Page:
Directed by Pawan Purijitpanya, who co-wrote the script with Vasudhorn Piyaromna and Tossaphon Riantong, Ghost Lab begins as a horror-comedy. The plot of the story revolves around two doctors, who become obsessed with collecting scientific evidence to prove the existence of supernatural entities after murders in hospitals. The movie will delve deeper into the 'afterlife' theme with unexpected plot twists. GDH 559 Co’s Director for New Business told Thai PBS World called the story 'quite unconventional' and an attempt at exploring beliefs in supernatural entities. Young doctors Wee (Thanapob Leeratanakachorn) and Gla (Paris Intarakomalyasut) work together at a hospital, but their friendship goes back much further than their working relationship. They’re an unlikely pair.
Wee practically lives at the hospital to care for his long comatose mother. Gla is the extrovert in a happily committed relationship with Mai (Nuttanicha Dungwattanawanich). When the friends encounter a terrifying ghost during a late shift, it sparks the pursuit of proof in the name of science. Experimentation leads to reckless obsession, and the quest becomes dangerous. Gla and Wee trade light-hearted pranks, which establishes their bond. Wee’s emotional stakes come in the form of his devotion to an unresponsive, sickly mother. One creepy encounter with the ghost of a horrifically burned patient later, and the pair begin their series of experimentations. This first act follows an established mold; the friends use cameras, temperature, and various ghost hunting tools to document their finds. Complete with spooky scenes, all set within the atmospheric hospital. Once through all those familiar beats, though, the narrative shifts with a shocking event.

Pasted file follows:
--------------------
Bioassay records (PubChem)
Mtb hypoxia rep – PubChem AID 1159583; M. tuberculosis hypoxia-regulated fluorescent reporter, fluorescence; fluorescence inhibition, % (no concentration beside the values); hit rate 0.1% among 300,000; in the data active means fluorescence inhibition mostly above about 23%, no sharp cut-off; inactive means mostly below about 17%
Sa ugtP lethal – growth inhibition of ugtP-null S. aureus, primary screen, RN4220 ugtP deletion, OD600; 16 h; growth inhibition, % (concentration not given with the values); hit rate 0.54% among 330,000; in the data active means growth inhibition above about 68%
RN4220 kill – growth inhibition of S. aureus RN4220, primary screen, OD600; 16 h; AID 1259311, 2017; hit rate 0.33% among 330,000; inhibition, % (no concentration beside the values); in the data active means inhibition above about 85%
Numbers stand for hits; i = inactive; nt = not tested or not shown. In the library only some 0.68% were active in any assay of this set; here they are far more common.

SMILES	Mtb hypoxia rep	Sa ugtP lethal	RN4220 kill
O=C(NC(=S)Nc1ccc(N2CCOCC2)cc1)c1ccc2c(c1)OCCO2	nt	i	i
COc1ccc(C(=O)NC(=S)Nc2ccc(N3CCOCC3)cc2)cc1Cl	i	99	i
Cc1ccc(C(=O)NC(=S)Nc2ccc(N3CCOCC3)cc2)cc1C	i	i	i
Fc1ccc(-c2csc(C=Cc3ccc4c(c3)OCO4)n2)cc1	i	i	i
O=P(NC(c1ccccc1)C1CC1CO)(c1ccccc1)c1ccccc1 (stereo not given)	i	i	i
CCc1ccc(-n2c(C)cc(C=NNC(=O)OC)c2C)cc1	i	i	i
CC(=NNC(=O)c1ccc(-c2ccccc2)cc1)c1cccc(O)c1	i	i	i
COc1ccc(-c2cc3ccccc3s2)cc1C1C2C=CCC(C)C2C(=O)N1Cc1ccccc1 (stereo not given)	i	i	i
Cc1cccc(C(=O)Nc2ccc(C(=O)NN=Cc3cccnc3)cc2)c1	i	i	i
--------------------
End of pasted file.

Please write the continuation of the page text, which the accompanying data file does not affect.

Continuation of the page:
Ghost Lab throws light on the lengths that humans go to fulfill their ambitions, through a consistently engaging narrative that’s pulsating and strikes an emotional chord. The filmmaker Paween Purijitpanya smartly utilizes the familiar tropes of the genre that serve as the cherries on top of a promising story and drives an important point about impulsive decision-making amid the desperation to succeed.
Ghost Lab is a good example to suggest how clichés aren’t always bad news to genre-specific films. It proves that a new world is waiting to be discovered if you subvert them smartly enough. The film tries to categorize ghosts based on familiarity, motive, and the many conductive factors that contribute to their ‘existence’. The film is easily more interesting when it captures the child-like zeal of its’s characters than the intense second hour that explores the dark corners of human ambition. Despite the many absurd twists and turns leading to a dramatic finale, the film is worth a watch for its timely relook at the horror genre.
While Ghost Lab doesn’t offer anything path-breaking or new in terms of its background score, it nevertheless anchors the plot and gives it the necessary emotional depth in the need of the hour. The visual tone of a supernatural film can get extremely stereotypical tough the cinematographer Pithai Sithmuth offers a realistic touch to the frames within the limitations of his setting. The writing is a fine mix of novelty and tropes that come with the genre. The screenplay is consistently engaging though the film could have done with a crisper second hour.
Final Score – [7/10]
Reviewed by – Ritika Kispotta
Follow her @KispottaRitika on Twitter (https://twitter.com/KispottaRitika)
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